The school day is about to be extended for approximately 300 city students.

On Nov. 10, the New Castle school district will begin a new after-school program — Cultivating and Nurturing Excellent Students, to be known as CANES.

The program is funded through a $390,000 21st Century Grant, which the district obtained through the U.S. Department of Education.

In addition to the after-school sessions, the program will include a six-week summer component.

Superintendent John Sarandrea said participating students will have a “power hour” of supervised homework and tutoring. They will “steam” through the second hour participating in science, technology, engineering, art and math enrichment programs, be served dinner, then be delivered to their homes.

The program will stretch the school day for these youngsters from 8:30 a.m. to 6 or 6:30 p.m.

Preparing for the start of the program, the board hired Jan Mancino of Hermitage at a special meeting this week.

Mancino, to be paid $45,000 a year plus benefits, will direct the program. Her salary will be paid through the grant.

“This will be a game changer for our district,” Sarandrea said.

Participants will be 200 youngsters in grades three to six, who will meet at George Washington Intermediate Elementary School, and about 100 seventh- and eighth- graders, at the high school.

Students of the two non-public schools within the New Castle district — St. Vitus and the Christian Academy — also are eligible to participate.

School officials are contacting parents of the students who have been selected to explain the program.

“Participation is data-driven,” said Debra DeBlasio, assistant to the superintendent. “The students were selected based on state testing results or recommended by teachers.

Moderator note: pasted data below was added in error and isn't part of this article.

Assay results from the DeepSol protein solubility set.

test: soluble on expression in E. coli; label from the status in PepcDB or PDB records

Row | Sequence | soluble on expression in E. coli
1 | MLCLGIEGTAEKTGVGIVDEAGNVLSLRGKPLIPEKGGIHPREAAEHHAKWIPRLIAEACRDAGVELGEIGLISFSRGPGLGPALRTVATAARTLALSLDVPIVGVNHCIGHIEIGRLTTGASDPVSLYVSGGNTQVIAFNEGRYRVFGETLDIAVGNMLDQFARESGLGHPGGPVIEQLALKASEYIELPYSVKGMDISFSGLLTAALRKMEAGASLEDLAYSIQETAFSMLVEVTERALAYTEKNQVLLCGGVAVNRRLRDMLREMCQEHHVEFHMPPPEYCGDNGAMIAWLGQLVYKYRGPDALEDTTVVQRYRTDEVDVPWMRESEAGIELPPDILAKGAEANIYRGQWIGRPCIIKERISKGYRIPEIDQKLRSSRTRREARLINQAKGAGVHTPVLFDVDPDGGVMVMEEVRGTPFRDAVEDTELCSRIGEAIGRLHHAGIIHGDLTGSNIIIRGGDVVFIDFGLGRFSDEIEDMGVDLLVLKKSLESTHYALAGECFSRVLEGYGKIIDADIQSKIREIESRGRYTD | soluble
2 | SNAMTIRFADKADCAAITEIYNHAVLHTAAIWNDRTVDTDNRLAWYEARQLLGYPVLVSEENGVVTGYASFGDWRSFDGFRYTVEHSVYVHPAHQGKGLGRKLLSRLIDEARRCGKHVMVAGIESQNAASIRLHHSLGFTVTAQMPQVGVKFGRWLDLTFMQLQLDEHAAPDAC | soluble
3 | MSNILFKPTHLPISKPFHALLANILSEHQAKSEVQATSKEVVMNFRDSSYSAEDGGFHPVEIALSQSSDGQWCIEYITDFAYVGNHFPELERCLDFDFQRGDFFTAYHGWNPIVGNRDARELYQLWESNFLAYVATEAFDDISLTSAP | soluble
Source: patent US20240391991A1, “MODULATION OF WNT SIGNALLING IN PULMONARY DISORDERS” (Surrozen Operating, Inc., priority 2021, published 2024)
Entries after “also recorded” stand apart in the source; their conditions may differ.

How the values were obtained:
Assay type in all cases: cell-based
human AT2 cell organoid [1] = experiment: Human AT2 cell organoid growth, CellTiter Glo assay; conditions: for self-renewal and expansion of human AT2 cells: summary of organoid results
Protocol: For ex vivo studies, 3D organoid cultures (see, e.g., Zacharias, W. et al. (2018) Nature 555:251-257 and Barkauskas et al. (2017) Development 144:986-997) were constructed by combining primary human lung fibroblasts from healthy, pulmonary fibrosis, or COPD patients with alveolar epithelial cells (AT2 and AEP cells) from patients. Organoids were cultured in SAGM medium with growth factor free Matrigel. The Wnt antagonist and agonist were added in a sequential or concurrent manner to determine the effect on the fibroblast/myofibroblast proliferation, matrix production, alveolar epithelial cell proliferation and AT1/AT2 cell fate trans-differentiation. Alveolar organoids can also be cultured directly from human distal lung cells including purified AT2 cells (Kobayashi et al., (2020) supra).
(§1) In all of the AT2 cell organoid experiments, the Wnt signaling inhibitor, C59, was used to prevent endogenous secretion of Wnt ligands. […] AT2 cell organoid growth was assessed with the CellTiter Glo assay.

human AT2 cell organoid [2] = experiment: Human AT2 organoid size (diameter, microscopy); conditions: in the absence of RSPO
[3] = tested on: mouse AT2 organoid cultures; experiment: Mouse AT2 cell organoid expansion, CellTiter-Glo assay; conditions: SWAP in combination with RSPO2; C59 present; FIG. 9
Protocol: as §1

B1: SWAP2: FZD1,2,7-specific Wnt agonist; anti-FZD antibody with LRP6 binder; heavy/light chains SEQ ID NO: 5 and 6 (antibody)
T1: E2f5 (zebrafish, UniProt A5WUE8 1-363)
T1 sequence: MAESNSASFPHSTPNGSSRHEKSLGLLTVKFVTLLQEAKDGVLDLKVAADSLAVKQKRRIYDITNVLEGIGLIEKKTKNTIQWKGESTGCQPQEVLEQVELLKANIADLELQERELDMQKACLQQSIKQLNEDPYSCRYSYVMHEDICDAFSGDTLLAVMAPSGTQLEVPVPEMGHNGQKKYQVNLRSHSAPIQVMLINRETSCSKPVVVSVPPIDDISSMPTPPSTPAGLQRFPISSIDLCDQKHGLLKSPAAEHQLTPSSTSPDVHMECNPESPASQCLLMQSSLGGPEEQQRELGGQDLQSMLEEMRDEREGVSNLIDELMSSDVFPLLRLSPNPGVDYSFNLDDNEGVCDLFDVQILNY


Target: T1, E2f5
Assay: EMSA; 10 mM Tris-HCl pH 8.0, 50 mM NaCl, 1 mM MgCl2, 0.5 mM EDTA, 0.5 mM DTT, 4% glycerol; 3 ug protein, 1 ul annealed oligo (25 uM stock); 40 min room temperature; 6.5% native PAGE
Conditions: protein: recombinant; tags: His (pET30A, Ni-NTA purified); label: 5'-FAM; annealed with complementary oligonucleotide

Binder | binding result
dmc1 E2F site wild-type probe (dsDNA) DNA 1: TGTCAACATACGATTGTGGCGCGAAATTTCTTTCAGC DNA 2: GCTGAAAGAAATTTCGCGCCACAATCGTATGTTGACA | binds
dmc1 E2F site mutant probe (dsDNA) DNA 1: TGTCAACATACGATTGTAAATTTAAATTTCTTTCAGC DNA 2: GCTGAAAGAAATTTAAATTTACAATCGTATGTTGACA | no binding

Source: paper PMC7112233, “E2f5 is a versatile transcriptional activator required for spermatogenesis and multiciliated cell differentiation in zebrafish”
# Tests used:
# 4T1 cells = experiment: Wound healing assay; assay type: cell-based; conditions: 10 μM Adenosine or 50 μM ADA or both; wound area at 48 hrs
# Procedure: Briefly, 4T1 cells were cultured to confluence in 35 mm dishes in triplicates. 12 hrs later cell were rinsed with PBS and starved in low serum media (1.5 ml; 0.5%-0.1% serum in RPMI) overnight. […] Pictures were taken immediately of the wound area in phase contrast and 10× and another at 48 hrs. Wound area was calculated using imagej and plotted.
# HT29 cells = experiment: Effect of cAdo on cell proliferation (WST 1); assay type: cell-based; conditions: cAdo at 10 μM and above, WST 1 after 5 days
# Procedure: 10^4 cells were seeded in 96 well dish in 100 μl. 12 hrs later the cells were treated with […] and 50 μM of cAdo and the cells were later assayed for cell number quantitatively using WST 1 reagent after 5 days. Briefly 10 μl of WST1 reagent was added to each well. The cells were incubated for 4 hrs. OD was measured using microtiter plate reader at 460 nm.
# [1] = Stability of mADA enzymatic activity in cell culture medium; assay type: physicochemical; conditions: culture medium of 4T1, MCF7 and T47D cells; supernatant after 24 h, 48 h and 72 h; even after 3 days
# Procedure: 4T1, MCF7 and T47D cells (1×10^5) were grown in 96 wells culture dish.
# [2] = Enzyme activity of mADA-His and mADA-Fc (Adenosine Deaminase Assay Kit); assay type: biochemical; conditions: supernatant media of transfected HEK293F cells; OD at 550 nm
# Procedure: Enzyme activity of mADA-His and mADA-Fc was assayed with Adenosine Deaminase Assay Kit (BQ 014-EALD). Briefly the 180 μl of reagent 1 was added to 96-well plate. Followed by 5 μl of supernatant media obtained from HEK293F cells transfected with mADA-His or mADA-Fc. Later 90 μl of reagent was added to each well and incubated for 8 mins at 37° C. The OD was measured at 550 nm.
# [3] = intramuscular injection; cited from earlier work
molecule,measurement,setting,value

“Our goal is to see growth, to get students the remedial help they need.”

The program also offers a “credit recovery” component for grades nine through 12, Sarandrea said. This is for students, who have fallen behind in credits needed for graduation, and who will be given the opportunity to catch up. This portion will begin in January.

Now, if a student does not pass English one year, Sarandrea explained, he or she must take two English classes the following year. The new program will give them the opportunity to catch up and graduate with their class.

Sarandrea said the district applied for the grant in August.

“On Oct. 1, we were notified we would receive $390,000 for the next three years.”

Sarandrea noted New Castle is the first district in Lawrence County to receive the grant, which he said is based on need.

He added a similar program had been offered in the Sharon school district prior to and while he served as superintendent there.

The program will change daily to keep the youngsters interested, but will follow the same overall plan, he said.

Students will receive a snack, have social time, participate in the homework and tutoring segment and enrichment hour, eat dinner and be taken home by bus.

Students will be “kept engaged” with fun outings and opportunities as well as schoolwork,” DeBlasio noted.

“We will be partnering with area agencies,” she said. “Our prime partner will be the Hoyt Institute, which will introduce our students to things we can’t give them.”

This will include arts and cultural opportunities, including trips to museums outside the area.

Exhibits from the Pittsburgh Science Center will fill the gym with science experiments from time to time. Students also will participate in gym and the interactive gym program the district began this year with a $900,000 federal Fit4Life grant.

Others partnering with the district to offer programs and workshops for students and their parents include: the New Castle Playhouse, the New Castle library, Adult Literacy of Lawrence County, Children’s Advocacy Center, Lawrence County adult and juvenile probation departments, Lawrence County Community Action Partnership, Lawrence County Drug and Alcohol, Lawrence County Children and Youth Services, New Castle police and the Primary Health Care Network.


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